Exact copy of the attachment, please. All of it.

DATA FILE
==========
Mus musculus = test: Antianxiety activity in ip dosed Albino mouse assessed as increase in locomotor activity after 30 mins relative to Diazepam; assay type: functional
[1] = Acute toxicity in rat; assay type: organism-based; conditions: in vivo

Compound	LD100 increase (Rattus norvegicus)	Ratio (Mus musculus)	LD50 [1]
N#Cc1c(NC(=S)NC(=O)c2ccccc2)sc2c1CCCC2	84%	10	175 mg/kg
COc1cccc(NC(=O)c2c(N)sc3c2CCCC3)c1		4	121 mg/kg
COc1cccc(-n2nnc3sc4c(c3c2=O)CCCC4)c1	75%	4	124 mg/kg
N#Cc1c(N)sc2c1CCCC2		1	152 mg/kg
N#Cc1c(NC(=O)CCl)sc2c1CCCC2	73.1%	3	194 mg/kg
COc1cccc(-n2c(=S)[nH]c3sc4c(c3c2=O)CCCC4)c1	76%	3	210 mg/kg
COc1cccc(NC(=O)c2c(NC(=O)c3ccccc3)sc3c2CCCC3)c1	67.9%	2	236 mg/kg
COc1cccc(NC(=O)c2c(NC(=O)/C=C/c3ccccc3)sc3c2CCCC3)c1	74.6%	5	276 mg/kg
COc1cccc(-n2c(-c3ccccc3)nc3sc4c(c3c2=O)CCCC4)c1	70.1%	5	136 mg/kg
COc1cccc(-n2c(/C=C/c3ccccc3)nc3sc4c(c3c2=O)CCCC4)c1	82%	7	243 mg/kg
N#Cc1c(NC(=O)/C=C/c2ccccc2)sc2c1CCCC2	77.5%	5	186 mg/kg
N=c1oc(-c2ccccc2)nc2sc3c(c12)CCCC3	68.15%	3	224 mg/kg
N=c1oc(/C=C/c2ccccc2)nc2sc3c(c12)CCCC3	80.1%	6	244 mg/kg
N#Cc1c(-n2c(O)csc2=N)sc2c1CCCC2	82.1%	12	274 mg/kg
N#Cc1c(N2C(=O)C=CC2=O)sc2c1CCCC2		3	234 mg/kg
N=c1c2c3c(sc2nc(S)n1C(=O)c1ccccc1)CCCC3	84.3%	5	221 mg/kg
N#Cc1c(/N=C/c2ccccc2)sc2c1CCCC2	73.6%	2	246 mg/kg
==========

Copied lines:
Mus musculus = test: Antianxiety activity in ip dosed Albino mouse assessed as increase in locomotor activity after 30 mins relative to Diazepam; assay type: functional
[1] = Acute toxicity in rat; assay type: organism-based; conditions: in vivo

Compound	LD100 increase (Rattus norvegicus)	Ratio (Mus musculus)	LD50 [1]
N#Cc1c(NC(=S)NC(=O)c2ccccc2)sc2c1CCCC2	84%	10	175 mg/kg
COc1cccc(NC(=O)c2c(N)sc3c2CCCC3)c1		4	121 mg/kg
COc1cccc(-n2nnc3sc4c(c3c2=O)CCCC4)c1	75%	4	124 mg/kg
N#Cc1c(N)sc2c1CCCC2		1	152 mg/kg
N#Cc1c(NC(=O)CCl)sc2c1CCCC2	73.1%	3	194 mg/kg
COc1cccc(-n2c(=S)[nH]c3sc4c(c3c2=O)CCCC4)c1	76%	3	210 mg/kg
COc1cccc(NC(=O)c2c(NC(=O)c3ccccc3)sc3c2CCCC3)c1	67.9%	2	236 mg/kg
COc1cccc(NC(=O)c2c(NC(=O)/C=C/c3ccccc3)sc3c2CCCC3)c1	74.6%	5	276 mg/kg
COc1cccc(-n2c(-c3ccccc3)nc3sc4c(c3c2=O)CCCC4)c1	70.1%	5	136 mg/kg
COc1cccc(-n2c(/C=C/c3ccccc3)nc3sc4c(c3c2=O)CCCC4)c1	82%	7	243 mg/kg
N#Cc1c(NC(=O)/C=C/c2ccccc2)sc2c1CCCC2	77.5%	5	186 mg/kg
N=c1oc(-c2ccccc2)nc2sc3c(c12)CCCC3	68.15%	3	224 mg/kg
N=c1oc(/C=C/c2ccccc2)nc2sc3c(c12)CCCC3	80.1%	6	244 mg/kg
N#Cc1c(-n2c(O)csc2=N)sc2c1CCCC2	82.1%	12	274 mg/kg
N#Cc1c(N2C(=O)C=CC2=O)sc2c1CCCC2		3	234 mg/kg
N=c1c2c3c(sc2nc(S)n1C(=O)c1ccccc1)CCCC3	84.3%	5	221 mg/kg
N#Cc1c(/N=C/c2ccccc2)sc2c1CCCC2	73.6%	2	246 mg/kg